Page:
For the next six weeks I will be taking a special topics course, Philosophy of Singularity. This is the third post in a series of five where I will share my notes, definitions, summaries, and commentary from class lectures and discussions. These posts are living documents that I may edit, adapt, and develop as I gain more insights and information throughout the semester.
Summary and Personal Commentary
In Defense of Posthuman Dignity by Nick Bostrom
Nick Bostrom stated in his essay that one of the reasons posthumanity is feared because “the state of being posthuman might in itself be degrading, so that by becoming posthuman we might harm ourselves.” Likewise, one of the concerns towards transhumanism is the idea of losing humanity, dignity, or dehumanizing ourselves. However, there is no reason to believe that posthumans, though no longer human, cannot possess dignity. Dehumanizing is an interesting word. I suspect some who uses it mean to convey subhumanization, treating a person as less than human (see Merriam-Webster definitions below). For instance, slavery, indentured servitude, gender supremacy, extreme racism, or other forms of oppression constitute as subhumanization. I would consider subhumanization a negative form of dehumanization.
On the other hand, if being susceptible to polio is a quality of the human condition, then please dehumanize me. Vaccinate me and deprive me of that human quality and limitation, but dehumanizing isn’t often used with a positive connotation. When a parent puts sunscreen on their child’s back we don’t say, “Look at that thoughtful parent dehumanizing their child, because being susceptible to UV rays isn’t a necessary part of the human condition.” Definitionally, dehumanizing ourselves and each other is something we do every day. There are aspects of being human that aren’t desirable: disease, aging, cognitive limitations, physical limitations, etc. and to transform ourselves to be resistant to those aspects is also what makes us human. This is why we brush our teeth, take vitamins, and get vaccinations—we are compensating for or transcending unwanted aspects of the human condition.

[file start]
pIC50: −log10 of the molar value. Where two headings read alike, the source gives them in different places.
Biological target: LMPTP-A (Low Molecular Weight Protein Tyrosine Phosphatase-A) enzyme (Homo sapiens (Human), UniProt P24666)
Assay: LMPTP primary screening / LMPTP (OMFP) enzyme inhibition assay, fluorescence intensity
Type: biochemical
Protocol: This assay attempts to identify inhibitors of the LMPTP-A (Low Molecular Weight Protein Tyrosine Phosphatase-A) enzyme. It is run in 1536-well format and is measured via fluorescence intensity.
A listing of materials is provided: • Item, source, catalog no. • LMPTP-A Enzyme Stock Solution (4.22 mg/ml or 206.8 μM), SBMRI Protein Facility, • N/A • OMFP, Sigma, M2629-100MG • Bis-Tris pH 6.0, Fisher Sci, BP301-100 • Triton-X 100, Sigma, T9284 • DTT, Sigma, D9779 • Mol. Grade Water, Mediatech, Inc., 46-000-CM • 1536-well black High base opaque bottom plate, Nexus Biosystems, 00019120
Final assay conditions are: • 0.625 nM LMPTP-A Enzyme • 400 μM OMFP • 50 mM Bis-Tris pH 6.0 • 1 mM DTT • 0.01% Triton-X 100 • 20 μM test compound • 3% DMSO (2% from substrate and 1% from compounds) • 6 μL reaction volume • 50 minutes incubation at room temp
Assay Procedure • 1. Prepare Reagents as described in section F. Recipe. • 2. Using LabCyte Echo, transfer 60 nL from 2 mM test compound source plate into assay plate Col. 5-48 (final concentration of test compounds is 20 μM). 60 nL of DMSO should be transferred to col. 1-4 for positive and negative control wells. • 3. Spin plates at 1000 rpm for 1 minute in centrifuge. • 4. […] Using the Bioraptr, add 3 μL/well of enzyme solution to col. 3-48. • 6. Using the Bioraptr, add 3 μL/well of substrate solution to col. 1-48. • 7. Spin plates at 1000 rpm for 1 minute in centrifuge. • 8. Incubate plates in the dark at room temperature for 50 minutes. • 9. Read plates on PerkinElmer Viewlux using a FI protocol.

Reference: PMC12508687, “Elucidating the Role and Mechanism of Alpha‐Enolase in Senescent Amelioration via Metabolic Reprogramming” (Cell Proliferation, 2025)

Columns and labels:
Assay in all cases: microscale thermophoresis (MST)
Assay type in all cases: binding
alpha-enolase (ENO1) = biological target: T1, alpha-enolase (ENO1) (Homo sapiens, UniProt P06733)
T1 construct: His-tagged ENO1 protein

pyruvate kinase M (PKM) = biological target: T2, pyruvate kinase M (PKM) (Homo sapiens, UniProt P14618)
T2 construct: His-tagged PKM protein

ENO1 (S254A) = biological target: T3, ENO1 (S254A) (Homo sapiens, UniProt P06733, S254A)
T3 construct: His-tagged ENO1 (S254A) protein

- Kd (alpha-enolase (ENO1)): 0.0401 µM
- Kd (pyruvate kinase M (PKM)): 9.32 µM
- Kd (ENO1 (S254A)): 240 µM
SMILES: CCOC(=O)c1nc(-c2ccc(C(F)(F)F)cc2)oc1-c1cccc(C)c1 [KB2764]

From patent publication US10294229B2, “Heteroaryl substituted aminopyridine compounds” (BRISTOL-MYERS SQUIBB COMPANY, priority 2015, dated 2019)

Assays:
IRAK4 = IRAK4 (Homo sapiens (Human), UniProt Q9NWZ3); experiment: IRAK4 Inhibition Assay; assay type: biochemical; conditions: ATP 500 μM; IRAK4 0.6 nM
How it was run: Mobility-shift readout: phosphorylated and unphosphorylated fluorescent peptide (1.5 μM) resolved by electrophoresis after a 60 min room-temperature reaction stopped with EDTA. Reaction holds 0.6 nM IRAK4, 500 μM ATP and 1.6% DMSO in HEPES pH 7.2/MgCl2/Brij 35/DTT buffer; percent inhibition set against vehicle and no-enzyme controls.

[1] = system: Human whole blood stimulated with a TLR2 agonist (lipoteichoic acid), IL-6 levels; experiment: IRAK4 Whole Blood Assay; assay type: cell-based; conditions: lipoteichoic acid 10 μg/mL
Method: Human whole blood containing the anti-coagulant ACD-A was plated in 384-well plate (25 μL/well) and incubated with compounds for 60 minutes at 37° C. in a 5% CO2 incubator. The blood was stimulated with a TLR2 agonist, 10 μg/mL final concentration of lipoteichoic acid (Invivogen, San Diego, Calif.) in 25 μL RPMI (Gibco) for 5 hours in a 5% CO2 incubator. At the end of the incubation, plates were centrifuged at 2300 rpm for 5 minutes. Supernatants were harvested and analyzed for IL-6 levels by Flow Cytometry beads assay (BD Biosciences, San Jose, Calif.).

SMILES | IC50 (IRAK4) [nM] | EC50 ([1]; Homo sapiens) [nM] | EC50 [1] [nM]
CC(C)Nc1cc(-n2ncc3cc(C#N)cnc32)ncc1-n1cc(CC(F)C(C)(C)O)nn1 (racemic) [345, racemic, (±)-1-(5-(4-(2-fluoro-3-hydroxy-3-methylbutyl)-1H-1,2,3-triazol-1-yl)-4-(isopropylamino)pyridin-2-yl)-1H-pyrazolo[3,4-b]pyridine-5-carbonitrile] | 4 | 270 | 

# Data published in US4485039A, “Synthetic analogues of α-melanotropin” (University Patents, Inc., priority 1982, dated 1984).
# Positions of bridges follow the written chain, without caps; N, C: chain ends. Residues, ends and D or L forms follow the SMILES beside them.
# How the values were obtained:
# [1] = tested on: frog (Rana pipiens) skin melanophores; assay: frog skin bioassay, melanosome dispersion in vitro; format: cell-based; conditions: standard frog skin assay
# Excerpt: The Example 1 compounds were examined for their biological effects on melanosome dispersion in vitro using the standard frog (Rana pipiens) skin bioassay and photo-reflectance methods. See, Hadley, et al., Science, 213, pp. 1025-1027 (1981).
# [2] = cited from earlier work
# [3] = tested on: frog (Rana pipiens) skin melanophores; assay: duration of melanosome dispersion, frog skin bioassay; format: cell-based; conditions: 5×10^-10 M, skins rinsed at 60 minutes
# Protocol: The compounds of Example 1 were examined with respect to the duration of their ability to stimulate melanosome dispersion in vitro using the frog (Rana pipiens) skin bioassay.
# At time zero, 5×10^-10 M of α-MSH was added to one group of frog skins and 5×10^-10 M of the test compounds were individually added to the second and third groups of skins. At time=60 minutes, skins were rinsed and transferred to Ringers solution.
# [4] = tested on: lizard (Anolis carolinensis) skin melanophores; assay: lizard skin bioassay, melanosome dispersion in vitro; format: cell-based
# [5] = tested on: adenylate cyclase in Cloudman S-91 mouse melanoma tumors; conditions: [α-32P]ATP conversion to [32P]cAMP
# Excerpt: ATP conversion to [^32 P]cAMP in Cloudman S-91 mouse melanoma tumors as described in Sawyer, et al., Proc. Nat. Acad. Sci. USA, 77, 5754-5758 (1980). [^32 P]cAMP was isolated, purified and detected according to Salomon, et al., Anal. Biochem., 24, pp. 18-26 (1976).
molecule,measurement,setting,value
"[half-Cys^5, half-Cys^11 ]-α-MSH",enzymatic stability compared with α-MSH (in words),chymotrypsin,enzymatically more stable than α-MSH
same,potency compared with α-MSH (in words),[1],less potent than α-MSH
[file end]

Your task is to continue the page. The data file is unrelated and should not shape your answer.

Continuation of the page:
For example, poor eyesight is part of the human condition. To overcome this human aspect, we have glasses, contact lenses, and Lasik eye surgery. Many people don’t have a concern about people with Lasik eye surgery having any less human dignity. So why is it a concern if we invent eye surgery to enhance a person with already functional eyesight? I suspect it has to do with the fact that we have a hard time articulating what it means to be human. What are we so afraid to leave behind? It isn’t poor eyesight.
The challenge is what exactly about our existence makes us human? What does it mean to be human? If we are concerned about dehumanizing ourselves, then why do we do it? We have been using technology since we first picked up a stick, controlled fire, or fashioned a wheel. We have been picking lice off each other’s backs since the dawn of our species. We use technology and tools to accomplish all kinds of goals. We work to cure disease—to heal and comfort. We find ways to increase educational opportunities. We stand against oppression and injustices. It seems as though compassion and ridding ourselves of our limitations is at the essence of what it means to be human.
In class, I had a conversation with a gentleman limited to a wheelchair due to a stroke. He said to me, “A physician friend of mine told me about a future where they could put a chip in my brain to compensate for the damage done by the stroke. If that were now, I would take it in a second.”
I asked, “Would this make you any less human?”
He responded, “I don’t think so.”
Perhaps to be human is to be Transhuman.
Perhaps to be human is to be Transhuman.
Key Terms Defined
Humanity: all human beings collectively, the quality or condition of being human, human nature; the quality of being humane; kindness; benevolence.
Dehumanize: to deprive of human qualities, personality, or spirit
Subhumanize: describing and treating certain individuals as less than human
Dignity: the quality or state of being worthy, honored, or esteemed